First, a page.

In Back to Mesopotamia? a now prescient report by the Boston Consulting Group (BCG) published in September 2011 it was argued that, while inflation is the unstated and preferred “solution” to the present debt crisis in the western societies, for a variety of reasons, among them the deleveraging pressure, low demand for credit and potential social upheaval, the inflation “solution” might not work or not be enough to solve the debt overhang in most western countries. Other “solutions” would have to be found. The report of the BCC explores what other options would western governments likely undertake to address the crisis, arguing and concluding that “it is likely that wiping out the debt overhang will be at the heart of any solution”.
This weekend we have found out that Cyprus is on the route to Mesopotamia.
Some excerpts from the BCG report:
“In ancient Mesopotamia, debt was commonplace; individual debts were recorded on clay tablets. Periodically, upon the ascendancy of a new monarch, debts would be forgiven: in other words, the slate would be wiped clean. The challenge facing today’s politicians is how clean to wipe the slates. In considering some of the potential measures likely to be required, the reader may be struck by the essential problem facing politicians: there may be only painful ways out of the crisis.”
“If the overall debt load continues to grow faster than the economy of the euro zone, at some point the politicians might conclude that debt restructuring is inevitable. For this to be effective, they would need to restructure all debt, probably at around a maximum combined level of 180 percent per country. This number is based on the assumption that governments, non Financial corporations, and private house-holds can each sustain a debt load of 60 percent of GDP, at an interest rate of 5 percent and a nominal economic growth rate of 3 percent per year. Given this assumption, the total debt overhang within the euro zone amounts to €6.1trillion.”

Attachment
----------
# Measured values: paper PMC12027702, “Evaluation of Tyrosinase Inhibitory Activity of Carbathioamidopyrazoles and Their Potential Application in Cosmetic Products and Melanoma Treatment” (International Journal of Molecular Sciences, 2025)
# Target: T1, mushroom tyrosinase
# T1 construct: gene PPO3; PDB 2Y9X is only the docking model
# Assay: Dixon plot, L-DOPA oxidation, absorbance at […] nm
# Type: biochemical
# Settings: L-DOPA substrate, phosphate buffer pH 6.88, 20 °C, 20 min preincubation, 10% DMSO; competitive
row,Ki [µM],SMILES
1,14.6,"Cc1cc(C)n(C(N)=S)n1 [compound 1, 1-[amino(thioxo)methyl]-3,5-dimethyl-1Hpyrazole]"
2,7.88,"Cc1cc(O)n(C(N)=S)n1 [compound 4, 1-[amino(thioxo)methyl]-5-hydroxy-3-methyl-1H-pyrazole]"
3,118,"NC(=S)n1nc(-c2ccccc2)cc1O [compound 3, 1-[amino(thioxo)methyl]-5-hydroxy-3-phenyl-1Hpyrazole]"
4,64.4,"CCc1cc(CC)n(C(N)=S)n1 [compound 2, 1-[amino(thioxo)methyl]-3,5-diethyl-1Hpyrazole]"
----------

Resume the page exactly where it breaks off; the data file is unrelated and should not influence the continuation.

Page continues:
“The probability of economies growing out of their debt problem is therefore limited, and the authors conclude that “the debt problems facing advanced economies are even worse than we thought””
“These write-offs would have to lead to a real reduction of the debt burden of the
debtor, and not just to an adjustment on the creditor’s balance sheet. If governments chose this course of action, only true debt relief (and thus an end to the painful deleveraging process) could lay the foundation for a return to economic growth. To follow this path, they would need to convince themselves that the overall benefit of an economic restart outweighed the risk of moral hazard in some areas.”
“Writing off more than €6 trillion would have significant implications for lenders. Just look at the numbers. Assuming a proportional distribution between banks and insurers, banks in the euro zone would have to write off 10 percent of total assets (€3 trillion out of €36.9 trillion in total assets).”
“If politicians pursued this course, the losses would almost certainly exceed the equity of the banking sector— making it insolvent at an aggregate level.”
“Restructuring the debt overhang in the euro zone would require financing and would be a daunting task. In order to finance controlled restructuring, politicians could well conclude that it was necessary to tax the existing wealth of the private sector. Many politicians would see taxing financial assets as the fairest way of resolving the problem.”
“For most countries, a haircut of 11 to 30 percent would be sufficient to cover the costs of an orderly debt restructuring. Only in Greece, Spain, and Portugal would the burden for the private sector be significantly higher; In Ireland it would be too high because the financial assets of the Irish people are smaller than the required adjustment of debt levels. This underscores the dimension of the Irish real estate and debt bubble.”